The T Type was the only member of the E-Omnia family at this week’s premier that was available for testing. The “T” in its name stands for “Tourer,” but it’s stout Class 3 motor and built-in rack makes it a solid daily commuter.
It shares the same gravity forged angular aluminum frame we see in the other E-Omina bikes, but this version comes in a high step and mid-step option.
A Bosch Performance Speed motor capable of Class 3 (28 mph) speed is built into the bottom bracket and a 625Wh Bosch Powertube battery is hidden inside the frame. It’s got a Velomann suspension seatpost to smooth out bumps and a SR Suntour 120mm XCM34 front air fork with boost hub spacing and a thru axle for added stiffness.
It’s spec’d with a Shimano XT 12-speed rear derailleur and a Deore shifter, which makes for a really solid and crisp shifting commuter drivetrain. Like all the other E-Omnia bikes, it’s chock-full of thoughtful features like front, rear and side integrated lights, a Bosch Purion display and an extremely stout looking rear rack that’s welded to the frame. Bianchi couldn’t say how much weight that rear rack is capable of holding, but accessories are available for an integrated child seat and pannier bags and a Bianchi rep assured me the rack would easily hold a full-size adult.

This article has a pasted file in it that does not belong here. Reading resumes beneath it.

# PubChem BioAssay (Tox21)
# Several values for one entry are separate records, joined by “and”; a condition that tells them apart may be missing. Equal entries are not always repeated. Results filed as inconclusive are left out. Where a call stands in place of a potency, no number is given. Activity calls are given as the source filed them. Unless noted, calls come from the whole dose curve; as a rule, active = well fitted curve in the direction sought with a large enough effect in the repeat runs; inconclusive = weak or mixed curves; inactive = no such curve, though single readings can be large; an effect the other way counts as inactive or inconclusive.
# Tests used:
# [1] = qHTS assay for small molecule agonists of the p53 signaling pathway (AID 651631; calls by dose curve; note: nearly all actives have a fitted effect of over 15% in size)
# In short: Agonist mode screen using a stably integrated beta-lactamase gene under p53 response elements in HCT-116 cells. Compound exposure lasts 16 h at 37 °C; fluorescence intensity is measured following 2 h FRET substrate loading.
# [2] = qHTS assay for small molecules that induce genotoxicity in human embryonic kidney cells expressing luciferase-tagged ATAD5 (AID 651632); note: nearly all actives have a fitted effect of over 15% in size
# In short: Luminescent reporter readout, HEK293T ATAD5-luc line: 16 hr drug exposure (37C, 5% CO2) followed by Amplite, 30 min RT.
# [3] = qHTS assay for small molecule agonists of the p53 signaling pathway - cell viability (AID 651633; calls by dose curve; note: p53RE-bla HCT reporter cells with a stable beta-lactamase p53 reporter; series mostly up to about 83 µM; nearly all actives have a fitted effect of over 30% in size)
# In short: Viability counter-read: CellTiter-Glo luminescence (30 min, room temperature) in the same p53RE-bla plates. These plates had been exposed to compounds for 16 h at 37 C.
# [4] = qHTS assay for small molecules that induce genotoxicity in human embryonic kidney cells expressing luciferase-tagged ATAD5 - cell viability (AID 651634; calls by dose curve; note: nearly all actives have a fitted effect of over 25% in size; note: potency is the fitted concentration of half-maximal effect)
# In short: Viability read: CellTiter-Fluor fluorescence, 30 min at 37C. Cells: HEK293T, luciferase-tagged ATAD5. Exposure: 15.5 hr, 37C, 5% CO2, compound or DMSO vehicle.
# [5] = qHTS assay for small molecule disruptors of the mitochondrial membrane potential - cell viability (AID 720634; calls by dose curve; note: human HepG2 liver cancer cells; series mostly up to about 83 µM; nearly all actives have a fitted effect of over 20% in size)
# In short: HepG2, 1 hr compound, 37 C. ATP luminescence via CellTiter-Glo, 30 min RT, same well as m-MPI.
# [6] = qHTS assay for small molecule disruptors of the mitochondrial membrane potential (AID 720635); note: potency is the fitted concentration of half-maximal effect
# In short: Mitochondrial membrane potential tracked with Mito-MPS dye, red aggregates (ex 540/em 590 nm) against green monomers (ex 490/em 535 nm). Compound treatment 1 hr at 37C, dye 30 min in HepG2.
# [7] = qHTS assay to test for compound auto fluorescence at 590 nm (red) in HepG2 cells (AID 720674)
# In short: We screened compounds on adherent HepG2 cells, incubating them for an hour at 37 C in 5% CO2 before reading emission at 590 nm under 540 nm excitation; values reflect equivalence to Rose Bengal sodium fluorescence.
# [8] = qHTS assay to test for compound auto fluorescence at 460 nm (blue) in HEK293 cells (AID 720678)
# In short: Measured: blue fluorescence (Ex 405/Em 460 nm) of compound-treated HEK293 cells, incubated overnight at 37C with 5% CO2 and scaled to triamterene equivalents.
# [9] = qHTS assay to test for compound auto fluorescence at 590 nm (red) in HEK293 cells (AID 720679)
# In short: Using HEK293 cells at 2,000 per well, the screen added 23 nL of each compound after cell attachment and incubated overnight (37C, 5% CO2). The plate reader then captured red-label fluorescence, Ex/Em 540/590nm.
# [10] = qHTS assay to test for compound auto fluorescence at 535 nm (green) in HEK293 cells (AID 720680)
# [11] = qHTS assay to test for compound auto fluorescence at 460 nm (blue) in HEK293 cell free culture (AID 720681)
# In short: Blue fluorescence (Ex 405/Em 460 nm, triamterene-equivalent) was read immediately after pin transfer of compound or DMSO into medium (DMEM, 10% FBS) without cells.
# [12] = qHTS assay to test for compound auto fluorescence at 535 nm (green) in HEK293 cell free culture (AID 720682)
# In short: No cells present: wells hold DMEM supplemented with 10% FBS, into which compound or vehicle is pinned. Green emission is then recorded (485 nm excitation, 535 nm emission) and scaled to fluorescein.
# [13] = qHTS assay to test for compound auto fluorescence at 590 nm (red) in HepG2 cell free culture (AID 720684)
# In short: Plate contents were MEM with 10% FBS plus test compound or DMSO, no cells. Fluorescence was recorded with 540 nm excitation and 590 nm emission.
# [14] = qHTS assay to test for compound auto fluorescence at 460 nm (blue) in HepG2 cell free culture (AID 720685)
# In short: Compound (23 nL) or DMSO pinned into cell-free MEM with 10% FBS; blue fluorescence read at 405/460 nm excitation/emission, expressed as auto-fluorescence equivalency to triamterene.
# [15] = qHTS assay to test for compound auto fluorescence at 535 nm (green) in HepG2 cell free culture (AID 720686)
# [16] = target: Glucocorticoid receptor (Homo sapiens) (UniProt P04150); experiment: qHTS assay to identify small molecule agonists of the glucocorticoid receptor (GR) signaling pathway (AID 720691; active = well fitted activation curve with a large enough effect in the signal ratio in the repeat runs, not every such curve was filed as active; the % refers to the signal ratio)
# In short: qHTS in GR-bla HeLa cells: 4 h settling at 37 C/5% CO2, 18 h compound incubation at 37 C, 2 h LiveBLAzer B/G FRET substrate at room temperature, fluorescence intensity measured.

We didn’t have lots of time on the T Type, but the bike rode exceptionally smooth during our short test ride. I’m usually a seatpost suspension skeptic (they can sometimes ride like a cheap pogo-stick) but the Velomann felt plush and supportive, especially paired with the SR Suntour fork. We’re seeing more high-end commuter bikes spec’d with mountain bike drivetrains and the Shimano XT rear derailleur that comes on the T Type seems to be the industry’s go-to of the bunch. It shifts crisp and the clutch mechanism keeps the chain from slapping the frame, even when romping over speed bumps and curbs.
The Bosch Performance Speed motor is one of my all-time favorites for commuting. Its responsiveness is top-tier and it gets up to speed very quickly. The bike in general rides well, especially considering it’s a little on the hefty side. Several Bianchi reps noted that the gravity forging process, while good for making unique shapes out of aluminum, is a heavier framebuilding method. Bianchi hasn’t published the weight of the E-Omnia bikes yet, but I was told the T Type likely clocks in around 60 lbs.
At $6,000, the T Type is likely going to be a commuter for people who’ve already discovered e-bikes and are sold on their transportation potential. In Europe, Bianchi’s got a fuller lineup of bikes including some more affordable options, and with the promise of more e-bike launches in the coming months it’s going to be interesting to see if the E-Omnia bikes start showing up at cheaper price points.
Keep an eye on Electric Bike Report for a full review of the T Type in the coming months.